What Is Wealth in America?

A few readers pointed me to a Bloomberg article entitled How Much Money Do You Need to Be Wealthy in America? and wanted to know my thoughts.

Before I dig in, I want to point out that the author of this article, Suzanne Woolley, did a good job of reporting on the results of the survey in question. My issue is with the results of the survey, not the survey itself or how Woolley summarized it.

Let’s back up for just a second. This Bloomberg article provides a summary of the 2018 Modern Wealth Index, a study done by Charles Schwab in which the company surveyed a thousand Americans on their financial state and financial goals.

Schwab’s summary of the survey results is pretty on par with what I’d expect:

New research from Charles Schwab shows that three in five Americans live paycheck to paycheck and that only one in four have a written financial plan, but those who do exhibit positive investing and saving behavior.

It’s when you start digging into the details that some revelatory things appear. Here are seven big things I noticed when looking at this information that are helpful for me (and probably for you) in terms of looking at personal finances.

#1: How Much Do You Need to Be Wealthy?

The Bloomberg piece offers up this interesting look into what people define as “wealthy”:

To be financially comfortable in America today requires an average of $1.4 million, up from $1.2 million a year ago, according to the survey. The net worth needed to be “wealthy”? That’s an average $2.4 million.

It’s really important here to look at this as an “average.”

Let’s say that you have five recipients. One of them says that you need $4 million to be comfortable and the other four say $600,000. The average? $1.4 million, just like the survey.

There’s also the issue that the amount varies a lot from area to area across the United States. $1.4 million in San Francisco just doesn’t go as far as $1.4 million here in northern Iowa.

The third issue that springs to mind here is that different people have very, very different views of what is needed to be “wealthy,” beyond merely what the cost of living is in their area. For me personally, being “wealthy” merely means that there’s no short-term situation that can really derail your life. Your car fails? You can replace it without derailing your life. You lose your job? No major crisis, not for years. Your house burns to the ground? You can quickly rent an apartment.

To me, that’s “wealthy,” at least in a financial sense, and the dollar amount needed to get there is pretty small. I would define us as definitely “wealthy” within that constraint.

Others define “wealthy” much differently (in the financial sense) and it usually involves some material trappings or access to high-end experiences (like world travel on a consistent basis). It’s my belief that there are people in very bad financial shape that couldn’t afford much of a negative turn who enjoy the kinds of trappings people associate with “wealthy,” but I don’t consider them wealthy.

What do you consider “wealthy”? It’s worth remembering that, when you read media articles describing someone as “wealthy,” it might not remotely match what you’re thinking of.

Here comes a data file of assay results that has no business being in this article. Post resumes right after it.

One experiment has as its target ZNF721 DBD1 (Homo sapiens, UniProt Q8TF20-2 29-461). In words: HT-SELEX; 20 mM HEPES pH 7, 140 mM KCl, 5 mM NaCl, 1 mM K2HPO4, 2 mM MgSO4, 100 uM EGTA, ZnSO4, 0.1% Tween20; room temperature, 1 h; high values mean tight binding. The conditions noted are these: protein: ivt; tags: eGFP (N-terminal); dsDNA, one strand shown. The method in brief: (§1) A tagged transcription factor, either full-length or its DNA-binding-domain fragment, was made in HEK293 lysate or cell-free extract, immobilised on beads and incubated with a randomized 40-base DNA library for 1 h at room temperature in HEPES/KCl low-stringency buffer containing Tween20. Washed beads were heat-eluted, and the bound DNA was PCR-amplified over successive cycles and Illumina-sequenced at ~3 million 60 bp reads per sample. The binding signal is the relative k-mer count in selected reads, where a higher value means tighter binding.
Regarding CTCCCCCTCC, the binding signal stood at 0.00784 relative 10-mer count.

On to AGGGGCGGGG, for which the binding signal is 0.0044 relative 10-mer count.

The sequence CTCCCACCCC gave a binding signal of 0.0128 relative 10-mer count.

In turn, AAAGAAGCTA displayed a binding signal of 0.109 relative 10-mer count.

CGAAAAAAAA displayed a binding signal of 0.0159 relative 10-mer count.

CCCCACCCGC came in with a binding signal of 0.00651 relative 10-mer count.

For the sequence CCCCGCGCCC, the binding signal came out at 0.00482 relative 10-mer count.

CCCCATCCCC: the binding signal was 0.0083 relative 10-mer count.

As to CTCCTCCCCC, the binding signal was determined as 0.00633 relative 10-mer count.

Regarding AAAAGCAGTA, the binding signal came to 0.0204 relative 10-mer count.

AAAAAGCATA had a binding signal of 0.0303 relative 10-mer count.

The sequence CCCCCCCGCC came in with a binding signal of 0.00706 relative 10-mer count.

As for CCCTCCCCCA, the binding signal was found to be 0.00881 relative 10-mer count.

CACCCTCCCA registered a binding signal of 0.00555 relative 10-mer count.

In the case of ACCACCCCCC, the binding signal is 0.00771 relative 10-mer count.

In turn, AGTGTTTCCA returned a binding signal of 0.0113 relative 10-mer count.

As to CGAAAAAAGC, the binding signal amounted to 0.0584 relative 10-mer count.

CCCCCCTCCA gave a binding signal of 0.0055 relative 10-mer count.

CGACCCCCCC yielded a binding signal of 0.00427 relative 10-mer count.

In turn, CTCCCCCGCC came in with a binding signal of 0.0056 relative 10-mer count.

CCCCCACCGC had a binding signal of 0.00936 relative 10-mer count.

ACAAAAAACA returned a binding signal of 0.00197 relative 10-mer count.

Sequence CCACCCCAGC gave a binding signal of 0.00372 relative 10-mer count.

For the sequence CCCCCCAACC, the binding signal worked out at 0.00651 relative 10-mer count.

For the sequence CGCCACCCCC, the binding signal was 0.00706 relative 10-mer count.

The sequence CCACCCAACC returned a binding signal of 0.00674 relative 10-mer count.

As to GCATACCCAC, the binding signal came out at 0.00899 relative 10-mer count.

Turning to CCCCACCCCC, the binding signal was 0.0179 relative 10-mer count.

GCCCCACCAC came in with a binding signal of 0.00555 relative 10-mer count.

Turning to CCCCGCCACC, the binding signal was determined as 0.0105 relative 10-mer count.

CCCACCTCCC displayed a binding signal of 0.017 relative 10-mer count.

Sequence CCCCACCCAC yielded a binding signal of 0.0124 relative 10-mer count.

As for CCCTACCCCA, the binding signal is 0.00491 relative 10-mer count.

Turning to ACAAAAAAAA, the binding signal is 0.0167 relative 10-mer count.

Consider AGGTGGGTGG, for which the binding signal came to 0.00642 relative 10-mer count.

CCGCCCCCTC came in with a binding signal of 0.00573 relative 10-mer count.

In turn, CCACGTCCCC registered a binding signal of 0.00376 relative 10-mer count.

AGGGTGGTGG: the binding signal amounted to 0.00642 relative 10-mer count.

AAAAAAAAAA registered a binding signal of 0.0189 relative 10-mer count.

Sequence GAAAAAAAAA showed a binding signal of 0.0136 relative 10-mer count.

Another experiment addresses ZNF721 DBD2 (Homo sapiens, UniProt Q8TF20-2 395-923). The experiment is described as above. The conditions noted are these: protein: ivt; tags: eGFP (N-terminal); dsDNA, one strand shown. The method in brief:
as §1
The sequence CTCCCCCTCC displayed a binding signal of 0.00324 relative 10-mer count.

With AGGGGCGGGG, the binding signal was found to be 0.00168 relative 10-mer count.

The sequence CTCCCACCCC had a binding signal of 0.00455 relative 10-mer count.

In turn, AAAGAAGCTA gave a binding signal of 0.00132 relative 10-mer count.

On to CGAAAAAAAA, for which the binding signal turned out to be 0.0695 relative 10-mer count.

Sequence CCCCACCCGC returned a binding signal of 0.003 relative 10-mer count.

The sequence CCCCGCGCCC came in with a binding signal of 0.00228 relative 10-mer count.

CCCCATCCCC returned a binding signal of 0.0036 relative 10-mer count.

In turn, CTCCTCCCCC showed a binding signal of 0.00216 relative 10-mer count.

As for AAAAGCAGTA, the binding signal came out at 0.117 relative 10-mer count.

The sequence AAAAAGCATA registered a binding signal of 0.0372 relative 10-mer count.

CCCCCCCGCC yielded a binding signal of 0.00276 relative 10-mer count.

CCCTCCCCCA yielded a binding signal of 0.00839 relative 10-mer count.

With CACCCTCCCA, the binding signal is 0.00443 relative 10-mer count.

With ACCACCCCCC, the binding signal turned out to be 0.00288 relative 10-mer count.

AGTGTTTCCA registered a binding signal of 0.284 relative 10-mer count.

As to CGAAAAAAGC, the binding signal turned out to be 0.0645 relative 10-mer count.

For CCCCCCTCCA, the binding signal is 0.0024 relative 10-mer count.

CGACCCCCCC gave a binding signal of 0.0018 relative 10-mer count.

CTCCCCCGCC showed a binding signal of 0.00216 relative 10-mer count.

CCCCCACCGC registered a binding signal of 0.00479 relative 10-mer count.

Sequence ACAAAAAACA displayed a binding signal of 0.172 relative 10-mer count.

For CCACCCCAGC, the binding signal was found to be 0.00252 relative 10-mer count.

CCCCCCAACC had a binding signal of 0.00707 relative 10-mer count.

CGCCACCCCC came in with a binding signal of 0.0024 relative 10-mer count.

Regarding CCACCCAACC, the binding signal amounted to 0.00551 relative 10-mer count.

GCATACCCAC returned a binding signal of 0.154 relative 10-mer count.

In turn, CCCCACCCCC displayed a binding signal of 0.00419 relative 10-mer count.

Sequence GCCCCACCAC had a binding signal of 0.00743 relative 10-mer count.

#2: What Is Wealth?

Another quote from the Bloomberg summary:

While 18 percent defined wealth as being able to afford anything they desired, 17 percent said it was “loving relationships with family and friends.”

It goes on:

When asked about what made respondents feel “wealthy” in their daily lives, the survey found that spending time with family was most commonly cited, at 62 percent overall. That was followed by what can be the most elusive of things, cited at about the same level across generations: “taking time for myself,” which came in at 55 percent.

This is a part of the article I really enjoyed, because it centered wealth in terms of other aspects of life besides money.

Wealth isn’t just expressed in dollars and cents. It’s expressed in the number of great relationships you have. It’s expressed in the number of meaningful quality experiences you have.

For me, it’s expressed in the frequency in which you can slip into a flow state, where you’re able to be so engrossed in something that you lose track of time and place. To me, a wealthy life is one where that happens quite frequently.

Wealth does not just mean money. In fact, I often view money as merely a tool to help build this kind of wealth, but this kind of wealth actually doesn’t require a whole lot of money to build. It just requires commitment and a willingness to use one’s spare time in a meaningful way rather than just letting time pass on unimportant things.

Use your spare time to build relationships and build understanding and build knowledge and experience meaningful things. That’s a powerful way to build personal wealth in a way that isn’t expressed in one’s net worth. Don’t just let your time and energy and focus idle by.

#3 – What Is ‘Luxury’? A Good Daily Life

Another quote from the Bloomberg article:

Life’s little luxuries matter, too—but they are called “luxuries” for a reason. Having meals out or food delivered made 41 percent of people feel “wealthy” in their daily lives. Even services such as Netflix, Spotify or Amazon Prime made life feel richer for an overall 33 percent—particularly for millennials, at 44 percent, compared with 29 percent and 23 percent for Generation X and baby boomers, respectively. Write-in comments for what made people feel “wealthy” included “access to healthcare,” “being able to help close friends and family financially” and “just waking up in the morning.” Only one of those doesn’t require money—sort of.